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Type 2 diabetes medications can prevent dangerous blood sugar levels, but can also be harmful in and of themselves. When starting a new medication, you should be aware of the possible side effects and what those side effects may indicate.
Nearly every diabetes medication comes with minor side effects, including nausea, vomiting, gas, diarrhea, cold-like symptoms and weight gain. These will typically lessen over time.
There are some diabetes drugs, however, that come with severe side effects, including hypoglycemia, bladder cancer, lactic acidosis, acute pancreatitis and cardiac problems. Many complications can be avoided if you know what to look for.
Hypoglycemia can be caused by sulfonylureas, which work to control blood sugar by stimulating the pancreas to release insulin. Hypoglycemia from sulfonylureas can be long-lasting and very dangerous.
Symptoms of hypoglycemia are increased heartbeat; sweating; paleness; anxiety; numbness in fingers, toes and lips; sleepiness; confusion; headache and slurred speech.
Bladder cancer has been tied to Actos, which is a member of the thiazolidinedione family of drugs. It works by helping the body cells use insulin and reducing the amount of glucose released by the liver.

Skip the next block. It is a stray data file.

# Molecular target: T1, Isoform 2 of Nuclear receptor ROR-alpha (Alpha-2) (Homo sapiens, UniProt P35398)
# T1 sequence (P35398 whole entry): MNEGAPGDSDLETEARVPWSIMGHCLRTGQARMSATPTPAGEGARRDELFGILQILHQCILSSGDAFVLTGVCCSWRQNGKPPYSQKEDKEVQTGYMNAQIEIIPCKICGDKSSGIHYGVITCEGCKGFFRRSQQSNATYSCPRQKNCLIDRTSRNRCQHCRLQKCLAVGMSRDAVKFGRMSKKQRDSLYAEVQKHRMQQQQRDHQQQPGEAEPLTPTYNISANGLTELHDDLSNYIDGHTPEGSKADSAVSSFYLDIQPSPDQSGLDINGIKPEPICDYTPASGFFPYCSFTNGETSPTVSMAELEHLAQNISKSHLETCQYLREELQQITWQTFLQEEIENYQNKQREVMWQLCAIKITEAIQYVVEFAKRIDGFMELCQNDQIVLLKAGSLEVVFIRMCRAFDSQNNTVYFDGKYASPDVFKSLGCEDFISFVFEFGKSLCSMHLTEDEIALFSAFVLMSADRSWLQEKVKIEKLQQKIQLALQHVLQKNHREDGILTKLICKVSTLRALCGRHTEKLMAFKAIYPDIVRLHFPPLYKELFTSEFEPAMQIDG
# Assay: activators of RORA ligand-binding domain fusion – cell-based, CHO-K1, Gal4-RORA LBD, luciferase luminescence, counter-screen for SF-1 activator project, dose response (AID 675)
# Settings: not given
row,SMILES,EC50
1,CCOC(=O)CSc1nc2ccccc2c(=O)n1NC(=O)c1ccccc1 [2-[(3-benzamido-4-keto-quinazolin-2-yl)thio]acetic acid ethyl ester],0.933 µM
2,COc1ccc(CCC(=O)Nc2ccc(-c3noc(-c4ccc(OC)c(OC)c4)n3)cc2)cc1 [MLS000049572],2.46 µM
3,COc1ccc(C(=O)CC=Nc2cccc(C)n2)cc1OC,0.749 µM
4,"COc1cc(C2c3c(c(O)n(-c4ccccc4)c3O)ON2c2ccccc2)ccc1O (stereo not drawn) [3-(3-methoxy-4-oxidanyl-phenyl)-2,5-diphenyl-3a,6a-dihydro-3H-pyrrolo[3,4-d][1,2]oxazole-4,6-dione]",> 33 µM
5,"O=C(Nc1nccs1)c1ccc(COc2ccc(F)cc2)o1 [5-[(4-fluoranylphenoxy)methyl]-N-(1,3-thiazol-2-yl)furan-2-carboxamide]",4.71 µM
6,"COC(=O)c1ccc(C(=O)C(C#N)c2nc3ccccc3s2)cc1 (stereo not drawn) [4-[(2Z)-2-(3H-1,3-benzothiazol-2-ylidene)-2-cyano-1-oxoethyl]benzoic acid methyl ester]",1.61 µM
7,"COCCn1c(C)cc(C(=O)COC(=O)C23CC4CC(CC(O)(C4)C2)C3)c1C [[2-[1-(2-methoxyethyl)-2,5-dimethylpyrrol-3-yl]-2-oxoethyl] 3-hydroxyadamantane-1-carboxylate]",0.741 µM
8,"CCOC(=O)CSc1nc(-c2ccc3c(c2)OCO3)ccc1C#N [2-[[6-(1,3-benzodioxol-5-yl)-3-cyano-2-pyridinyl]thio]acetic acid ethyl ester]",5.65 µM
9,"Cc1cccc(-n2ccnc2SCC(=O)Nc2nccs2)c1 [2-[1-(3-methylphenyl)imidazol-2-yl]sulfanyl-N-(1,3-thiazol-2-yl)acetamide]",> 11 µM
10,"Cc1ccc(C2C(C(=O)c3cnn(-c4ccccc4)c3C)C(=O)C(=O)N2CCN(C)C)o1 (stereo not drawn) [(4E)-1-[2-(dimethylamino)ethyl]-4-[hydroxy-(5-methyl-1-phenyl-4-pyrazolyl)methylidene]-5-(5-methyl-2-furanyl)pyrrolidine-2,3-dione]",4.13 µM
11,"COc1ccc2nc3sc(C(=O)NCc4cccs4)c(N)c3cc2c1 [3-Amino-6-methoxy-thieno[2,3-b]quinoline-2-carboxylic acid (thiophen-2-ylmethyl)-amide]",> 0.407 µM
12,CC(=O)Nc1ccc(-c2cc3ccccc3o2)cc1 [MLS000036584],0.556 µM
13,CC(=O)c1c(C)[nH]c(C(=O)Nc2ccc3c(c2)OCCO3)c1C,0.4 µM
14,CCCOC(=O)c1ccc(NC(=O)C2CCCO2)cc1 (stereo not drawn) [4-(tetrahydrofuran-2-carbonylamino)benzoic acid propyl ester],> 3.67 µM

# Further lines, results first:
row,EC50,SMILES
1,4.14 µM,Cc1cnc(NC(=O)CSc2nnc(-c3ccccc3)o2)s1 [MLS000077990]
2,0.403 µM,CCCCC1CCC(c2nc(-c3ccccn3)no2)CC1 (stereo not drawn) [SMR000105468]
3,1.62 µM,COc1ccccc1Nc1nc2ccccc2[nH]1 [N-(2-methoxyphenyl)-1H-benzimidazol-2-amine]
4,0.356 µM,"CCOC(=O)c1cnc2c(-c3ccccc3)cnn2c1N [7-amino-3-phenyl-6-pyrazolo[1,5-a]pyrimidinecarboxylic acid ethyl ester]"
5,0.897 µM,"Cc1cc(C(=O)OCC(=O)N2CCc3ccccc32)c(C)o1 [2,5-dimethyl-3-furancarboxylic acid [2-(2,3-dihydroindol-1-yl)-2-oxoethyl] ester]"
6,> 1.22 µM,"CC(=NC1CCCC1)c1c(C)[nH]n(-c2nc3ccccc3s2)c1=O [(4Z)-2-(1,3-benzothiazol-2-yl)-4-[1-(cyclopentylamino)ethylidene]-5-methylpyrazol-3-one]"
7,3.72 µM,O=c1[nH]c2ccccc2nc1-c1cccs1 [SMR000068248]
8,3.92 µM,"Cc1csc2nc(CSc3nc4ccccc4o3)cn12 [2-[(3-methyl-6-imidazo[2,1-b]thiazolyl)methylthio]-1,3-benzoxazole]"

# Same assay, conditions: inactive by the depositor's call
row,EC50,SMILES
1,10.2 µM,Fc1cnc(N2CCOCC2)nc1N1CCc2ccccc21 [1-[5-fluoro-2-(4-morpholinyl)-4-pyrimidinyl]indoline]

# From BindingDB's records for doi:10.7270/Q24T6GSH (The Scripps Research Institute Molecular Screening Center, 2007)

Unfortunately, the world’s best-selling diabetes drug — Actos — is also among the most dangerous. Studies show that a patient has a 40 percent increased risk of developing bladder cancer if Actos is taken for more than a year.
Both Germany and France have pulled Actos from the shelves. In the United States, Actos Bladder Cancer Lawsuits are mounting as the Food and Drug Administration (FDA) awaits more data on the side effects.
Users can experience other Actos side effects, as well, including vision problems, weakened bones and heart problems.
Symptoms of bladder cancer are an increased need to urinate, pain during urination and discoloration or blood in the urine.
Lactic acidosis has been reported as a rare side effect of biguanides, which work by reducing the amount of glucose produced by the liver. Lactic acidosis occurs when lactic acid builds up in the bloodstream and oxygen levels in the body drop.
Symptoms of lactic acidosis are nausea and weakness. Blood tests that measure electrolyte levels should be conducted during the first few weeks of taking any drug in the biguanide family.
Acute pancreatitis can be caused by GLP-Inhibitors, which increase insulin secretion in the pancreas. The sudden inflammation of the pancreas can be life-threatening.
Symptoms of acute pancreatitis are intense stomach pain, nausea and vomiting.
Cardiac problems have been associated with sulfonylureas, meglitinides and thiazolidinediones. These include heart attacks, which can be fatal.
Symptoms of heart failure include swelling in the legs or ankles, gaining a lot of weight in a short time, difficulty breathing, coughing and fatigue.
Choosing your medication wisely can keep you in control of your diabetes, instead of your diabetes controlling you. Talk to your doctor about any concerns you have and any side effects you experience.
Alanna Ritchie is a writer for Drugwatch.com. An English major, she is an accomplished technical and creative writer.
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